What Does Andreessen Horowitz’s Metamorphosis Say About the Future of Equities?
April 23, 2019
By Dara Albright
Andreessen Horowitz (also known as “a16z”), one of the most prestigious names in venture capital and notably the first VC firm to raise a significant cryptocurrency fund, recently announced that it will be relinquishing its status as a venture capital firm and, instead, restructuring as a registered investment advisor (RIA).
While the transition will undoubtedly have significant economic and compliance implications for Andreessen Horowitz, the move will allow the firm to allocate much more of its capital into areas like cryptocurrencies as well as give it greater flexibility to leverage its capital.
Andreessen Horowitz’s metamorphosis is a big deal.
A really big deal.
And, one that is extremely foretelling in terms of where the firm believes global equity markets are headed.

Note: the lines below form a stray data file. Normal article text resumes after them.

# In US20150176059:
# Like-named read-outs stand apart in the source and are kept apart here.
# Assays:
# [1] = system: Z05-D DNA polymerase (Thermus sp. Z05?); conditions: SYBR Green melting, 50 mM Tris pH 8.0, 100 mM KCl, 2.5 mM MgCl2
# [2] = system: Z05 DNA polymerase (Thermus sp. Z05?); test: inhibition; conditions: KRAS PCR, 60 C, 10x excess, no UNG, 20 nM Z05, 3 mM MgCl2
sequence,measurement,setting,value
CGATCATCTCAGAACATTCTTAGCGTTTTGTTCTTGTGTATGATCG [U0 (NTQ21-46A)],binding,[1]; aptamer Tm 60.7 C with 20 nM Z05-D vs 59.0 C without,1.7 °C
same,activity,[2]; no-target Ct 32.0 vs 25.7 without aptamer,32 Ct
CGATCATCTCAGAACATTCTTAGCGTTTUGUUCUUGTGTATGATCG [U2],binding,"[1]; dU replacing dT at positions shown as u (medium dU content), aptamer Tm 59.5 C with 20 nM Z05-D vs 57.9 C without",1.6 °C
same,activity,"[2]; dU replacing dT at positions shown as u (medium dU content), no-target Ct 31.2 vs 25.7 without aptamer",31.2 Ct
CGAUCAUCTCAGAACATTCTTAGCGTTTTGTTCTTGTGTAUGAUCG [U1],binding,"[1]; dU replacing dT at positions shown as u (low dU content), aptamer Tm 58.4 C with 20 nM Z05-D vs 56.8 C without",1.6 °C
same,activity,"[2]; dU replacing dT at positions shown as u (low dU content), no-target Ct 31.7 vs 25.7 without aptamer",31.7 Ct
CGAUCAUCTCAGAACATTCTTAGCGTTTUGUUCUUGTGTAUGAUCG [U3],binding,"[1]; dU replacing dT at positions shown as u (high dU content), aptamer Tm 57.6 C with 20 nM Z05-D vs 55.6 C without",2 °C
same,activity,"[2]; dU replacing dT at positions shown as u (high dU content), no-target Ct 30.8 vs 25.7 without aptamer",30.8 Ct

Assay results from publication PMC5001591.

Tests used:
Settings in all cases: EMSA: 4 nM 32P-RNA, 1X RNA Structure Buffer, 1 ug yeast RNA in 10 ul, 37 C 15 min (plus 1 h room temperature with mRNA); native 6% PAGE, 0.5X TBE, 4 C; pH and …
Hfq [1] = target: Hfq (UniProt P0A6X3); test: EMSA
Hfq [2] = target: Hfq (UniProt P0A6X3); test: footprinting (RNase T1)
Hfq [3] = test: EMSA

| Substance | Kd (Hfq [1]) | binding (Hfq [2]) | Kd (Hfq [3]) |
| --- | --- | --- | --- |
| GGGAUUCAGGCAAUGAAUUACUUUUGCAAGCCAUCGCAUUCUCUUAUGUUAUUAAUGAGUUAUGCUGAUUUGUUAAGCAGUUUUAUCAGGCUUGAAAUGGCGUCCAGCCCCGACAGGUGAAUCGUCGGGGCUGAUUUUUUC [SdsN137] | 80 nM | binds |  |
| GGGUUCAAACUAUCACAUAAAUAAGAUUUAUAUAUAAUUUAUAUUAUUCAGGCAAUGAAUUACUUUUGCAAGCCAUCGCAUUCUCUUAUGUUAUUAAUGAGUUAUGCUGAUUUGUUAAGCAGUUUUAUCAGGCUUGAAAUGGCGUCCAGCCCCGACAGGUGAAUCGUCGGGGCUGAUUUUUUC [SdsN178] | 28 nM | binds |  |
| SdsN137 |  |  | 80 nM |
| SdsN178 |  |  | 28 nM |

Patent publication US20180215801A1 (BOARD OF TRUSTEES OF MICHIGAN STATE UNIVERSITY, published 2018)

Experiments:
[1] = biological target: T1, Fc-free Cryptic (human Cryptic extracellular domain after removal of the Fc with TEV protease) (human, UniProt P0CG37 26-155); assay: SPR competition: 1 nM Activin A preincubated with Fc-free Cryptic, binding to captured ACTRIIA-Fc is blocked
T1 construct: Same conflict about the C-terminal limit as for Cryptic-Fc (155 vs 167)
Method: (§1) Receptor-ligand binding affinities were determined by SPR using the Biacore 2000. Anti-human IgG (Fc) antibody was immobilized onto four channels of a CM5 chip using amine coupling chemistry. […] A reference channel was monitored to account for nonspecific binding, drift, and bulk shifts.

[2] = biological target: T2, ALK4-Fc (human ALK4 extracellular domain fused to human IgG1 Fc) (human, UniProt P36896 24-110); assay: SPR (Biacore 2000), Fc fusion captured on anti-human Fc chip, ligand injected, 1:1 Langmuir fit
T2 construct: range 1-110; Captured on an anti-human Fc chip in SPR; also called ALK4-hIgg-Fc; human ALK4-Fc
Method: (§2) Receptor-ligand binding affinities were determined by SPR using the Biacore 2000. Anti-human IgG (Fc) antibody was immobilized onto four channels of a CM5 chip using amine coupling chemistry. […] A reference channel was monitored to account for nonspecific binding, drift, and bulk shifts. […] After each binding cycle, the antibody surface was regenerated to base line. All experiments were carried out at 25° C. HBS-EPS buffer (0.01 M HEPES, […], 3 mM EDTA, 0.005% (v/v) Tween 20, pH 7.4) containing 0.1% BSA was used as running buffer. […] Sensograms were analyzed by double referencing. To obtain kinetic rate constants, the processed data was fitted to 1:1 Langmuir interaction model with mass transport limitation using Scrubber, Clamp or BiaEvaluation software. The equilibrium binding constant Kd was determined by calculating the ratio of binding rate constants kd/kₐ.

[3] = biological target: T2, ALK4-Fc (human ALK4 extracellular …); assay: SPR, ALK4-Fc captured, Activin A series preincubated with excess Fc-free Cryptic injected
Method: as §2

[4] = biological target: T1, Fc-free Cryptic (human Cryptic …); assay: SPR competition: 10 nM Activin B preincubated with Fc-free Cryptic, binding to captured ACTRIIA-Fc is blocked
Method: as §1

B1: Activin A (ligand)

In its present state, Andreessen Horowitz is allowed by law to invest up to 20% of its capital in “short-term holdings” (like cryptocurrencies) as well as incur significant leverage -- up to 15% of its aggregate capital contributions and uncalled committed capital.
It certainly makes one wonder why one of the most successful venture capital firms in history would uproot its entire business model just so it could exceed these considerable thresholds.
That’s one helluva risky bet on an asset class considered by some to be nothing more than a ‘passing fad.’ The fact is, flourishing companies do not uproot their entire business models without (what they perceive as) a good reason.
And certainly not for some passing fad.
So what does Andreessen Horowitz see that others have not (yet)?
Are they envisioning an economic revolution?
Are they betting that security token offerings (STOs) will become tomorrow’s IPOs?
Are they are counting on crypto ultimately displacing equities altogether?
Or do they simply believe that cryptocurrency returns are going to dwarf private equity returns?
Perhaps it is all of the above.
Time will tell.